Giant rocking chair arrives in Essex County as part of tour focusing on lack of care for seniors
Posted: June 21, 2016
(June 21, 2016)
By: Trevor Wilhelm, Windsor Star
Health care advocates pushing the government to improve access and standards at long-term care homes stopped in Essex County Monday, and they brought a giant rocking chair to drive home their point.
Volunteers criss-crossing Ontario with the 10-foot chair said it’s a symbol of the care that residents should be receiving.
“We want to reach into the community and actually start thinking about how we can improve standards of care and to start mobilizing a base that governments will listen to,” said Windsor-Essex Health Coalition chairman Ken Lewenza Jr., who joined volunteers on the local stops. “Whether you talk about it from a family’s perspective or a worker’s perspective, things are ready to burst. So we’re saying how do we start thinking about a longer term plan and the only way we can do that is mobilize peoples’ attention around this particular issue.”
The group made stops in Amherstburg and Essex with the chair Monday on a 19-city tour across Ontario, calling on the government to reduce wait times and set a minimum standard of care.
The coalition said it wants to collect 20,000 signatures to symbolize the 20,000 people in Ontario waiting to be placed in long-term homes.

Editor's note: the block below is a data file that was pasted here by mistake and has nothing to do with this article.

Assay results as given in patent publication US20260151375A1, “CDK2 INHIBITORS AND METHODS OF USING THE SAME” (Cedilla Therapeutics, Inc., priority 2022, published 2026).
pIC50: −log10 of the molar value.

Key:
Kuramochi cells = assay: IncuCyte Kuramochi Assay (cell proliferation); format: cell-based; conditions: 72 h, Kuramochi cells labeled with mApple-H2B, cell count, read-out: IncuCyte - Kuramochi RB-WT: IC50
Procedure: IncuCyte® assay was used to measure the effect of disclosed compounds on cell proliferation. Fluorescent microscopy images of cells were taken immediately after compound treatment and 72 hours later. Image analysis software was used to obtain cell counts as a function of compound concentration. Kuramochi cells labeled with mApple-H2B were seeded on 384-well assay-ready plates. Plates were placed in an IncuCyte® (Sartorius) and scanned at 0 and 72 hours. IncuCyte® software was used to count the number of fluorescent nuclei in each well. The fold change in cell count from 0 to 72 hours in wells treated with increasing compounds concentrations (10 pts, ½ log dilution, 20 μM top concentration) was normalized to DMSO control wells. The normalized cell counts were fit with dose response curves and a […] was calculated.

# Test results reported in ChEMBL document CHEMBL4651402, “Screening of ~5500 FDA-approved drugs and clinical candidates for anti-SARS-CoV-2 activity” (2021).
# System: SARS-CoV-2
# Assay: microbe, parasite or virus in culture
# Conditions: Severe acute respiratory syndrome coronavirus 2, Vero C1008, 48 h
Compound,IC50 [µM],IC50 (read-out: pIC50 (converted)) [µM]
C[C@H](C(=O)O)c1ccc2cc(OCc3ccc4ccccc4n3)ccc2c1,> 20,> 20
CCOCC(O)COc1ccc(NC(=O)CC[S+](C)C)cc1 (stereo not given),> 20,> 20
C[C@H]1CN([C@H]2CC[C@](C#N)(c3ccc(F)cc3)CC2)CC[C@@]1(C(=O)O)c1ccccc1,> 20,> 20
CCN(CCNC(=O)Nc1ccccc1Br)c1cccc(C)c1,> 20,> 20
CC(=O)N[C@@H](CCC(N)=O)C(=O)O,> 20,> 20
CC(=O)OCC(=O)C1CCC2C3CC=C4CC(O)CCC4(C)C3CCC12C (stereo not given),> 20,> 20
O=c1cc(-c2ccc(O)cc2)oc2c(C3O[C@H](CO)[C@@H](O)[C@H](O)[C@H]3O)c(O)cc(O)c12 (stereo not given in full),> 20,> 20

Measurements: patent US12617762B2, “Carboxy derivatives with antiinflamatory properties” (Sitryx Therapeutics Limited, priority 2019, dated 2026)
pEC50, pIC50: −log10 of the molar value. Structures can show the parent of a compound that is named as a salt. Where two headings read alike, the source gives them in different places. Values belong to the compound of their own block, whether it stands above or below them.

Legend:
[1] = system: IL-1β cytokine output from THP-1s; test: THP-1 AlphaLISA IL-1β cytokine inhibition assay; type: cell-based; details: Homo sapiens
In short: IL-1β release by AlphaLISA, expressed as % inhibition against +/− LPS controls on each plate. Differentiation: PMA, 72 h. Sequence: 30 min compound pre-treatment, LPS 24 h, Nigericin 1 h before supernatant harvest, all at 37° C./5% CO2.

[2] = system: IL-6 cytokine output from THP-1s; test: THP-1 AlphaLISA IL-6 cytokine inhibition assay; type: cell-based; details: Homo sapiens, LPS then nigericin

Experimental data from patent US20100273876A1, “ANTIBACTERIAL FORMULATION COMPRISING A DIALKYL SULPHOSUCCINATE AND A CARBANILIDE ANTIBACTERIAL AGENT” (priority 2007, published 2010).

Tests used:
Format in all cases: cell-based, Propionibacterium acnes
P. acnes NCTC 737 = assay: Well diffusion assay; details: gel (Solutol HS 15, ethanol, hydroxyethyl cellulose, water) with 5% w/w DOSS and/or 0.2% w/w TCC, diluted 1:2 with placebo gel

Peter Boyle, a volunteer with the Ontario Health Coalition, said the minimum standard should include at least four hours of hands-on care in a 24-hour period. This is important, he said, because of the “extreme” illness many patients are dealing with in long-term care homes. He said 70 per cent of the patients have some form of dementia.
“The workers do everything that they can, they just don’t have the time when they’re serving 15, 18 patients,” said Boyle. “They’ve got 45 seconds here, 30 seconds there to get everyone going. They don’t have any social time with them. A lot of times they over-medicate them because they don’t have enough staff. They put people in diapers because they can’t get them to the bathroom on time. Really it’s shameful what’s happening.”
Boyle said the coalition is also fighting for people’s right of access to long-term care homes in an age of increasing wait times for a reduced number of beds.
“Currently there are 80,000 long-term care beds in Ontario,” said Boyle. “There is a chronic waiting list of 20,000 beds for the last 20 years. We’re talking about 100,000 families that are in or trying to get into long-term care homes. The average wait time is five months.”
Boyle said people have a right to go into any home. If you live in Amherstburg, you have the right to go into a home in that community, he said.
“What’s happening is the wait times are so long that when a bed is available, you’ve got to go to another community away from your family because the standard of care isn’t there,” said Boyle.